I have never understood chickens’ reproductive system, even though I have been curious about it for years and I always had access to a library. However, I have finally rectified the situation by the magic of the internet, and I learnt some fascinating facts. Did you know that avian sperm remains viable at body temperature? That is why a cock has no, well, you understand. The papilla, which is sometimes called a penis though it is not one, dispenses but does not penetrate. The testes are internal, as well. Moreover, the hen has sperm host glands that can keep sperm for two weeks. I thought only insects had such abilities. I also discovered that the “blood spots” that you sometimes find on yolks have nothing to do with the developing chicken. Rather, when the yolk leaves the ovary, it sometimes takes some of the blood vessels that surround the yolk with it. I also read that the hen mobilizes half of her body’s calcium from her bones to make egg shells, though I am not sure what that means. I surmise that a hen has a certain amount of calcium in her bloodstream that can be used in the shell making process, but perhaps she supplements this with calcium from her bones that she can replenish during periods of rest. That seems like a bad idea, but I am neither God nor a biologist. I suppose that it is an efficient use of resources.
I always suspected that chicken sex was cool. If you are similarly curious, the University of Kentucky has instructive sheets for the female reproductive system and the male reproductive system.
Last month, my vegetarian brother and his vegetarian girlfriend informed me about shellac. Apparently, the coat on most shiny candy is due to shellac, a resin secreted by the female lac bug, Kerria lacca. Shellac is often listed as confectioner’s glaze, which I sadly found on the ingredients list of Ferrara Pan’s Boston Baked Beans. Adam told me that shellac is used to make Jelly Belly jellybeans smooth and pretty. I looked them up online, and the company uses shellac and beeswax in their candy making. Am I to give up beautiful candy? Candy corn, can I forsake thee?
I have mixed feelings. I do not object to beeswax or honey because I do not have a problem with consuming animal products that do not necessarily result in critter killing. Of course, the practice of beekeeping invariably kills some bees—some of those workers will not get out of the way when one is working with the hive’s frames. Yet, that killing is accidental. Avoiding honey for such a reason would be like refusing to drink wine because occasionally vineyard workers may die of heatstroke. Is shellac, then, like honey?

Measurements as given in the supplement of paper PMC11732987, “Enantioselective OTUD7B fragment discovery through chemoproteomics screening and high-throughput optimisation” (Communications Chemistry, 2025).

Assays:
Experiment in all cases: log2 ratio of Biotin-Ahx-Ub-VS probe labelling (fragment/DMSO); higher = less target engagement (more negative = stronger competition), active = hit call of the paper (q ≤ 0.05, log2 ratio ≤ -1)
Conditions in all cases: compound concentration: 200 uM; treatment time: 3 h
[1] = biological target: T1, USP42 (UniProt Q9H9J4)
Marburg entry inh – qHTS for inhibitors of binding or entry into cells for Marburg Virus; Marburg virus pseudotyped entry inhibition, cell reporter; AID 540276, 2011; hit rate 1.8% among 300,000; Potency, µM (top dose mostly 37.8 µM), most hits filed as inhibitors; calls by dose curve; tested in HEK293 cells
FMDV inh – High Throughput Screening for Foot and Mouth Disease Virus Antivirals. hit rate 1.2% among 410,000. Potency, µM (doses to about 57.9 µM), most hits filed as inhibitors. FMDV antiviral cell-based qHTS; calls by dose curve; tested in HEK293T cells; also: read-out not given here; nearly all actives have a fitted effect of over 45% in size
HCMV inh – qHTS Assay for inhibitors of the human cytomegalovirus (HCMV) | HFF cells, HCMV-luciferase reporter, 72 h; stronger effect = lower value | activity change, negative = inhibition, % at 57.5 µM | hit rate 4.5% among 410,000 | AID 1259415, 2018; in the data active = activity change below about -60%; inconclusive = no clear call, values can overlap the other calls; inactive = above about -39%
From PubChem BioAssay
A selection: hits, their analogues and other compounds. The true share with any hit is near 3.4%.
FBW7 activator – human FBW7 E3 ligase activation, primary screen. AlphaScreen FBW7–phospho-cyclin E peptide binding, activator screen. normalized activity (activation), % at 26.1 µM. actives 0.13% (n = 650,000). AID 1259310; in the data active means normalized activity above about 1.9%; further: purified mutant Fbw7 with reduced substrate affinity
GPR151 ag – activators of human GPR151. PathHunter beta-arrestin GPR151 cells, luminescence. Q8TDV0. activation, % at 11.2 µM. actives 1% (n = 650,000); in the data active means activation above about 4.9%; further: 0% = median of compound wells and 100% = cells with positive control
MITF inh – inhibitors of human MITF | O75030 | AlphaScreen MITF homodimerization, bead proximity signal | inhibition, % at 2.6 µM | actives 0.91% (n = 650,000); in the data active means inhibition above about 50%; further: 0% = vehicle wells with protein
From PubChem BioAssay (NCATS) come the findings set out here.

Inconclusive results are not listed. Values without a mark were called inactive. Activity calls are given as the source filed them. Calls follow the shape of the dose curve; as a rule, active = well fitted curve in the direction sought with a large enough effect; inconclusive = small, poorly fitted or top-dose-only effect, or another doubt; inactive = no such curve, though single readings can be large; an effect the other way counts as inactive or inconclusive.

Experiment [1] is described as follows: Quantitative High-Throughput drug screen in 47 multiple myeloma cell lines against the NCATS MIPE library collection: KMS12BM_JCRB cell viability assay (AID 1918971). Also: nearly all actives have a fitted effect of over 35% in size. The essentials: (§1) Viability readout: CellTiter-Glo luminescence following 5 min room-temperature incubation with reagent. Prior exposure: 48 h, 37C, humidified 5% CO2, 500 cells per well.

Not quite. The lac bugs form shellac as protective barriers and corridors along the trees whose sap they eat. When men harvest the shellac, they invariably kill many of the lac bugs. In a way, shellac is like honey and beeswax, but the collateral damage is practically much higher.
On the other hand, lac bugs are scale insects. If you have never battled scales on your houseplants, then perhaps you do not realize the genocidal hatred that they may induce. I hate scales that colonize my poor, defenseless scheffleras. Their resin secretions cause fits of anger and battles of horticultural oil. I know that I should not hold the whole family of scales responsible, but I am tempted to hate lacs conveniently. Maybe, I should munch a few handfuls of Whoppers before I carry out my periodic massacres just to add insult to
Aside from my fiendish dislike of scales, the hypocrisy of my lacto-ovo vegetarianism tempers my willingness to give up shellac. Ideally, I can eat unfertilized chicken eggs and enjoy milk and other dairy products without such nourishment’s requiring any death. As a matter of fact, though, the egg and dairy industries involve the untimely deaths of chickens and cattle—almost all males and then the older, less productive females. For such reasons, I often consider becoming a vegan. I periodically go months on a vegan diet without much trouble, but I would worry about the long term effects of continual veganism. And I love cheese. A lot.
I have not decided what to do about shellac. I am still working my way through the Boston Baked Beans that I received in my Easter basket. After that, I shall probably avoid shellac candy but not fanatically abstain . . . somewhat like an American Jew’s form of keeping kosher.
Last week, I read one of those “heartwarming” stories for which I am a total sucker. Vicky Thornley from Christchurch had not been able to return to her office for four and a half months because the damage from the February earthquake was so extensive. Safety workers were finally able to escort the woman to her office in the damaged district around High Street at the beginning of July. There, to everyone’s amazement, they found two of the office goldfish alive in the reception area aquarium. The fish had outlasted an earthquake, building damage, and one hundred thirty-four days without food or the electricity that ran the filter: “New Zealand goldfish survive 134 days without food.” The fish lived on the tank’s plant life and possibly threw a Donner Party. The survivors, Shaggy and Daphne, have since joined Thornley’s son’s aquarium.